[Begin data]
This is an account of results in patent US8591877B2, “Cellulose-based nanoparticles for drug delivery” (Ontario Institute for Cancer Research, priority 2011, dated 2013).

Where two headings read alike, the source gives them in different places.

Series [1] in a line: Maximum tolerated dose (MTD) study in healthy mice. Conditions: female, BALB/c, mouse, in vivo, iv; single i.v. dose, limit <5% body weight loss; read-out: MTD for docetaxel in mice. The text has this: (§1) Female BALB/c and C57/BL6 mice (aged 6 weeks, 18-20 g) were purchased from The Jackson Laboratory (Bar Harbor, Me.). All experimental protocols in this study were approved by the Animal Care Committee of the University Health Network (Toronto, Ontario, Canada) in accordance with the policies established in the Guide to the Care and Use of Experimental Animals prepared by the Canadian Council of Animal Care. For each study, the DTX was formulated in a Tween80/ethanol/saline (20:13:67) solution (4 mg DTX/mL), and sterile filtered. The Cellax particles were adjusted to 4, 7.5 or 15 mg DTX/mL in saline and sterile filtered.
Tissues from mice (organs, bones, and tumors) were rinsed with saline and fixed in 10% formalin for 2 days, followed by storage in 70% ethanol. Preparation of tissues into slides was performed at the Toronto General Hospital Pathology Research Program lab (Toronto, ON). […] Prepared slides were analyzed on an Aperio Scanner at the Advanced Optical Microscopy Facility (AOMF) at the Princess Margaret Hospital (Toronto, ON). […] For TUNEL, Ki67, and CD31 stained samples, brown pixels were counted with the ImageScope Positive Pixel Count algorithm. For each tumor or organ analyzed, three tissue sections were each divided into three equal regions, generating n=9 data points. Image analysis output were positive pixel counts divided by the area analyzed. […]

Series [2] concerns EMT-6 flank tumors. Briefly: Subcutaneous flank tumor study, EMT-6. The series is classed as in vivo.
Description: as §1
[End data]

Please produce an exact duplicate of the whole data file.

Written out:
This is an account of results in patent US8591877B2, “Cellulose-based nanoparticles for drug delivery” (Ontario Institute for Cancer Research, priority 2011, dated 2013).

Where two headings read alike, the source gives them in different places.

Series [1] in a line: Maximum tolerated dose (MTD) study in healthy mice. Conditions: female, BALB/c, mouse, in vivo, iv; single i.v. dose, limit <5% body weight loss; read-out: MTD for docetaxel in mice. The text has this: (§1) Female BALB/c and C57/BL6 mice (aged 6 weeks, 18-20 g) were purchased from The Jackson Laboratory (Bar Harbor, Me.). All experimental protocols in this study were approved by the Animal Care Committee of the University Health Network (Toronto, Ontario, Canada) in accordance with the policies established in the Guide to the Care and Use of Experimental Animals prepared by the Canadian Council of Animal Care. For each study, the DTX was formulated in a Tween80/ethanol/saline (20:13:67) solution (4 mg DTX/mL), and sterile filtered. The Cellax particles were adjusted to 4, 7.5 or 15 mg DTX/mL in saline and sterile filtered.
Tissues from mice (organs, bones, and tumors) were rinsed with saline and fixed in 10% formalin for 2 days, followed by storage in 70% ethanol. Preparation of tissues into slides was performed at the Toronto General Hospital Pathology Research Program lab (Toronto, ON). […] Prepared slides were analyzed on an Aperio Scanner at the Advanced Optical Microscopy Facility (AOMF) at the Princess Margaret Hospital (Toronto, ON). […] For TUNEL, Ki67, and CD31 stained samples, brown pixels were counted with the ImageScope Positive Pixel Count algorithm. For each tumor or organ analyzed, three tissue sections were each divided into three equal regions, generating n=9 data points. Image analysis output were positive pixel counts divided by the area analyzed. […]

Series [2] concerns EMT-6 flank tumors. Briefly: Subcutaneous flank tumor study, EMT-6. The series is classed as in vivo.
Description: as §1